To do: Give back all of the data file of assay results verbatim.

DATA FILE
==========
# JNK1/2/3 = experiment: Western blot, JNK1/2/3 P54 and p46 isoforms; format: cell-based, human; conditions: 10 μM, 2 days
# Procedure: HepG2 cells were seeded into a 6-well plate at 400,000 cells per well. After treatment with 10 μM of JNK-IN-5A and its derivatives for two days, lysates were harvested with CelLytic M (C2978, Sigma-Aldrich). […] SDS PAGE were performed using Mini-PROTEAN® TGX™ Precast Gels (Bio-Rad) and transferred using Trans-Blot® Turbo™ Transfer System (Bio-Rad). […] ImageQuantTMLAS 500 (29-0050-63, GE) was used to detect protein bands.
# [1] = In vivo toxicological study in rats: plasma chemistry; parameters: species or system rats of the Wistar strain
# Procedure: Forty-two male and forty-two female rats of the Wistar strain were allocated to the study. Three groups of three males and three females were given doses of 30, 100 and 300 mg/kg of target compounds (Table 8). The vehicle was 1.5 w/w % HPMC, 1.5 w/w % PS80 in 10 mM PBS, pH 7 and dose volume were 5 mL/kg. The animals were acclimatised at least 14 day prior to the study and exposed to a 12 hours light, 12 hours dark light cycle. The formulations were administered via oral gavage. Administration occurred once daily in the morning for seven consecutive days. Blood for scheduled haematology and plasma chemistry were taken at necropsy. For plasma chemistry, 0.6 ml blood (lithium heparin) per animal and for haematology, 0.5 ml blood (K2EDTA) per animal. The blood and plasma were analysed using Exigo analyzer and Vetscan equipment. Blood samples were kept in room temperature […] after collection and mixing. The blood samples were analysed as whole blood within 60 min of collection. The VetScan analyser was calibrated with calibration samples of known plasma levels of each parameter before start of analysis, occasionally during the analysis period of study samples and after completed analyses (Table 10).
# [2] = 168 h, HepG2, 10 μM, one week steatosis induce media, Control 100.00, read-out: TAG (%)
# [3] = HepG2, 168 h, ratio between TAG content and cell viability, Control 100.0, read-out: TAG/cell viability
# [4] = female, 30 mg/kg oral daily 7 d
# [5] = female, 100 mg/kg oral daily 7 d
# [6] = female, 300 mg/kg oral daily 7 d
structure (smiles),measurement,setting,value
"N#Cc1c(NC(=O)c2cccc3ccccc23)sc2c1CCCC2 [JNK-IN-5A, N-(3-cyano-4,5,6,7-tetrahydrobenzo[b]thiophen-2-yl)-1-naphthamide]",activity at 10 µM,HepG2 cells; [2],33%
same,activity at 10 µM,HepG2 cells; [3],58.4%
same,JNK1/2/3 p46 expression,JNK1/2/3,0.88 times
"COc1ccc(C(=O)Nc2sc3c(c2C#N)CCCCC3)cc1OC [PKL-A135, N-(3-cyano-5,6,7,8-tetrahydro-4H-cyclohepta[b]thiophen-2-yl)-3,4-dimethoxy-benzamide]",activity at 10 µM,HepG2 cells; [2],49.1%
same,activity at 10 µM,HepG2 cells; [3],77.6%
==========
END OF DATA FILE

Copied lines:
# JNK1/2/3 = experiment: Western blot, JNK1/2/3 P54 and p46 isoforms; format: cell-based, human; conditions: 10 μM, 2 days
# Procedure: HepG2 cells were seeded into a 6-well plate at 400,000 cells per well. After treatment with 10 μM of JNK-IN-5A and its derivatives for two days, lysates were harvested with CelLytic M (C2978, Sigma-Aldrich). […] SDS PAGE were performed using Mini-PROTEAN® TGX™ Precast Gels (Bio-Rad) and transferred using Trans-Blot® Turbo™ Transfer System (Bio-Rad). […] ImageQuantTMLAS 500 (29-0050-63, GE) was used to detect protein bands.
# [1] = In vivo toxicological study in rats: plasma chemistry; parameters: species or system rats of the Wistar strain
# Procedure: Forty-two male and forty-two female rats of the Wistar strain were allocated to the study. Three groups of three males and three females were given doses of 30, 100 and 300 mg/kg of target compounds (Table 8). The vehicle was 1.5 w/w % HPMC, 1.5 w/w % PS80 in 10 mM PBS, pH 7 and dose volume were 5 mL/kg. The animals were acclimatised at least 14 day prior to the study and exposed to a 12 hours light, 12 hours dark light cycle. The formulations were administered via oral gavage. Administration occurred once daily in the morning for seven consecutive days. Blood for scheduled haematology and plasma chemistry were taken at necropsy. For plasma chemistry, 0.6 ml blood (lithium heparin) per animal and for haematology, 0.5 ml blood (K2EDTA) per animal. The blood and plasma were analysed using Exigo analyzer and Vetscan equipment. Blood samples were kept in room temperature […] after collection and mixing. The blood samples were analysed as whole blood within 60 min of collection. The VetScan analyser was calibrated with calibration samples of known plasma levels of each parameter before start of analysis, occasionally during the analysis period of study samples and after completed analyses (Table 10).
# [2] = 168 h, HepG2, 10 μM, one week steatosis induce media, Control 100.00, read-out: TAG (%)
# [3] = HepG2, 168 h, ratio between TAG content and cell viability, Control 100.0, read-out: TAG/cell viability
# [4] = female, 30 mg/kg oral daily 7 d
# [5] = female, 100 mg/kg oral daily 7 d
# [6] = female, 300 mg/kg oral daily 7 d
structure (smiles),measurement,setting,value
"N#Cc1c(NC(=O)c2cccc3ccccc23)sc2c1CCCC2 [JNK-IN-5A, N-(3-cyano-4,5,6,7-tetrahydrobenzo[b]thiophen-2-yl)-1-naphthamide]",activity at 10 µM,HepG2 cells; [2],33%
same,activity at 10 µM,HepG2 cells; [3],58.4%
same,JNK1/2/3 p46 expression,JNK1/2/3,0.88 times
"COc1ccc(C(=O)Nc2sc3c(c2C#N)CCCCC3)cc1OC [PKL-A135, N-(3-cyano-5,6,7,8-tetrahydro-4H-cyclohepta[b]thiophen-2-yl)-3,4-dimethoxy-benzamide]",activity at 10 µM,HepG2 cells; [2],49.1%
same,activity at 10 µM,HepG2 cells; [3],77.6%